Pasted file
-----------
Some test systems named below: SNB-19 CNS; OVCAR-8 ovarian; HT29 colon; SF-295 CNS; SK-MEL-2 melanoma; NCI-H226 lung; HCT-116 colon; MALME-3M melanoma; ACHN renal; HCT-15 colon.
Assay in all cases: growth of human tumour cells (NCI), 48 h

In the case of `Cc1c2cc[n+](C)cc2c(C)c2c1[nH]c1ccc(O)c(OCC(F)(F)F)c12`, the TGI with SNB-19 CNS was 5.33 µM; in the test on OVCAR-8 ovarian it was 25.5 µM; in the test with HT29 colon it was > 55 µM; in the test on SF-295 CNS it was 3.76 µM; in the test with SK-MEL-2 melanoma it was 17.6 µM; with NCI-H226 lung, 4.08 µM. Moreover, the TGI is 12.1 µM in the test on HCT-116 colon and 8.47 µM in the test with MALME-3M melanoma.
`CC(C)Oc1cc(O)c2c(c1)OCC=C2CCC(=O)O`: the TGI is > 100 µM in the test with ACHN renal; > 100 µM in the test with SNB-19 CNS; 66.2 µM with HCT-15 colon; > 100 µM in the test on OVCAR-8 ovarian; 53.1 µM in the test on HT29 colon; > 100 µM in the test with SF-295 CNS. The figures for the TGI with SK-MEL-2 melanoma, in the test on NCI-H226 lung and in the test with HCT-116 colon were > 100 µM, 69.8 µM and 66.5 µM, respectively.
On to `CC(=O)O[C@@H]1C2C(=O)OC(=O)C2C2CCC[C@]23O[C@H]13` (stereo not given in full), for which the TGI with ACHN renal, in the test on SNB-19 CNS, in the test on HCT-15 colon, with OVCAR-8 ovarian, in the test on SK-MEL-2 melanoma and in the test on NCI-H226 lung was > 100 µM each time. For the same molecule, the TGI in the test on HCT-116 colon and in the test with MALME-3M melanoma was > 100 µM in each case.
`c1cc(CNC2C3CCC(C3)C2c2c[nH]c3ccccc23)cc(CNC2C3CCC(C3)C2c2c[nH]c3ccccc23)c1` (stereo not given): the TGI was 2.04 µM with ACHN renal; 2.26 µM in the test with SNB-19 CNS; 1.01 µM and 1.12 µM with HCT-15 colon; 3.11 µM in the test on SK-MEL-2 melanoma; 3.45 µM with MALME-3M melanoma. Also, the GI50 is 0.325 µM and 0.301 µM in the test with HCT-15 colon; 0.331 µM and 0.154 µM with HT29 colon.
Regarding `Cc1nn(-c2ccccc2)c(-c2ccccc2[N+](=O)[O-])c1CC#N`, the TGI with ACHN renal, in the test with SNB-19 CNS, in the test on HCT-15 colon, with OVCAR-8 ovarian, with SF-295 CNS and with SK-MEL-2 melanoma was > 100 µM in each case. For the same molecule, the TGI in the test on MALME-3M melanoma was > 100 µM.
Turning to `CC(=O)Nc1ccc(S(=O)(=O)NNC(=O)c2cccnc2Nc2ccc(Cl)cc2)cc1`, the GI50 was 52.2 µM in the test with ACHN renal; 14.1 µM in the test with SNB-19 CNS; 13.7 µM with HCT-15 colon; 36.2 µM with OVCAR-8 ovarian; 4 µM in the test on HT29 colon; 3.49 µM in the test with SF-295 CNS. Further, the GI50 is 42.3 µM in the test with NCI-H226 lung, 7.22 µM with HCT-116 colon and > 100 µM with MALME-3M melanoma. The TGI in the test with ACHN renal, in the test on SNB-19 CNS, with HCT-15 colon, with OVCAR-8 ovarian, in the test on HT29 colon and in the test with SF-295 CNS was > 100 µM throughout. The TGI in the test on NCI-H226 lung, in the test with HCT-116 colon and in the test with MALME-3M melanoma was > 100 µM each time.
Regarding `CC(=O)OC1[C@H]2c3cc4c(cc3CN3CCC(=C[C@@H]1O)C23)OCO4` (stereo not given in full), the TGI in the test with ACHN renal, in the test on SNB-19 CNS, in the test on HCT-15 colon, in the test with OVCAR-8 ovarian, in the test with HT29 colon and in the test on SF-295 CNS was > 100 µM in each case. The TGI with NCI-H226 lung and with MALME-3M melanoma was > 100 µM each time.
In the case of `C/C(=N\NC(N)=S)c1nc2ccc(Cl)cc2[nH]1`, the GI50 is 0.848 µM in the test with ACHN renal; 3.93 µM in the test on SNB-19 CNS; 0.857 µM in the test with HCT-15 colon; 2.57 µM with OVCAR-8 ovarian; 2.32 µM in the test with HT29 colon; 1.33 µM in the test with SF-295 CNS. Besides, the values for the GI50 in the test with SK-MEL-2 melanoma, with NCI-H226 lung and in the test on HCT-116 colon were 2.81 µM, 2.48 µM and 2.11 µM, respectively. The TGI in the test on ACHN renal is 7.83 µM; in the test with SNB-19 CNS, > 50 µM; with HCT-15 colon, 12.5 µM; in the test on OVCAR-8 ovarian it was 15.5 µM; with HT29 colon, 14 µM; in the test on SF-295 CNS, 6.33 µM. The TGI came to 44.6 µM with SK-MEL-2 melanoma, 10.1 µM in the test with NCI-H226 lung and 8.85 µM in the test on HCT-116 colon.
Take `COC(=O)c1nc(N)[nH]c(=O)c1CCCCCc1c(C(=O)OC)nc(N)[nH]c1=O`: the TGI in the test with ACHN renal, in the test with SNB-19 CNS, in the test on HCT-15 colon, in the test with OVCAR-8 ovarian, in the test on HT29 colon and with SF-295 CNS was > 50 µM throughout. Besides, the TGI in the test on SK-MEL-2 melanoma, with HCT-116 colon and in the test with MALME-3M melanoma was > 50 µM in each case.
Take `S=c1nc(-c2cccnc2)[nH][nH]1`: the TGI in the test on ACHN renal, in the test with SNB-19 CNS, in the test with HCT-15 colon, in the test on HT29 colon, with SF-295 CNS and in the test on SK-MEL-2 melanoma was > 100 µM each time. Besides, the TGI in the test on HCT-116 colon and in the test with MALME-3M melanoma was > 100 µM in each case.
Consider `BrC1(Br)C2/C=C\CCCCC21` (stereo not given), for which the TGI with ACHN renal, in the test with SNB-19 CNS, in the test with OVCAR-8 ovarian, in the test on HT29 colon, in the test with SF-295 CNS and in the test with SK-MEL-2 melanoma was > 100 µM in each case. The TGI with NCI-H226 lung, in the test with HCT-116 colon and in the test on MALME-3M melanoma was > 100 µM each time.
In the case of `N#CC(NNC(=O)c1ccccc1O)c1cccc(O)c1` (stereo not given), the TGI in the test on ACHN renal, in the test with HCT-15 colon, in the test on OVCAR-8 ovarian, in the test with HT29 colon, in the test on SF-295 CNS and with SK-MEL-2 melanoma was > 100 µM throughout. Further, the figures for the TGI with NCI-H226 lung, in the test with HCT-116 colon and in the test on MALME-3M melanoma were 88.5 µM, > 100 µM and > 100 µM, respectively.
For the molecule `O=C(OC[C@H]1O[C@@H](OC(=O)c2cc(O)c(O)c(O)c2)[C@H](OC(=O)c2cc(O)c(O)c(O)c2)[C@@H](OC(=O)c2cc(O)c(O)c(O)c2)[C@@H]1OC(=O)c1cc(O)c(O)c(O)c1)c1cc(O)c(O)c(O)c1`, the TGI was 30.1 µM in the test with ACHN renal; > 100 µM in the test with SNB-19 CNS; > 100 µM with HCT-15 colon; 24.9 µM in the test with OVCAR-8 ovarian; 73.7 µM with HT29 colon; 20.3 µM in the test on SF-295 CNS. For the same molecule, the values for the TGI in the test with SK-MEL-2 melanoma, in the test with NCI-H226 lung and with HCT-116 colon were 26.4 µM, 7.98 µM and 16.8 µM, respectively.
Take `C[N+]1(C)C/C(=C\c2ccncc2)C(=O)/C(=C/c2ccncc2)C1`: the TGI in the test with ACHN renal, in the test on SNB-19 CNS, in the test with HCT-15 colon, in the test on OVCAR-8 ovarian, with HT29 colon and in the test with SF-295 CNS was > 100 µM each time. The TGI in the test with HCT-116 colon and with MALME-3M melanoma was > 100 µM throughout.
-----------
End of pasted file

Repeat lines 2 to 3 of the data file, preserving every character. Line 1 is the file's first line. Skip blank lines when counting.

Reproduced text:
Assay in all cases: growth of human tumour cells (NCI), 48 h

In the case of `Cc1c2cc[n+](C)cc2c(C)c2c1[nH]c1ccc(O)c(OCC(F)(F)F)c12`, the TGI with SNB-19 CNS was 5.33 µM; in the test on OVCAR-8 ovarian it was 25.5 µM; in the test with HT29 colon it was > 55 µM; in the test on SF-295 CNS it was 3.76 µM; in the test with SK-MEL-2 melanoma it was 17.6 µM; with NCI-H226 lung, 4.08 µM. Moreover, the TGI is 12.1 µM in the test on HCT-116 colon and 8.47 µM in the test with MALME-3M melanoma.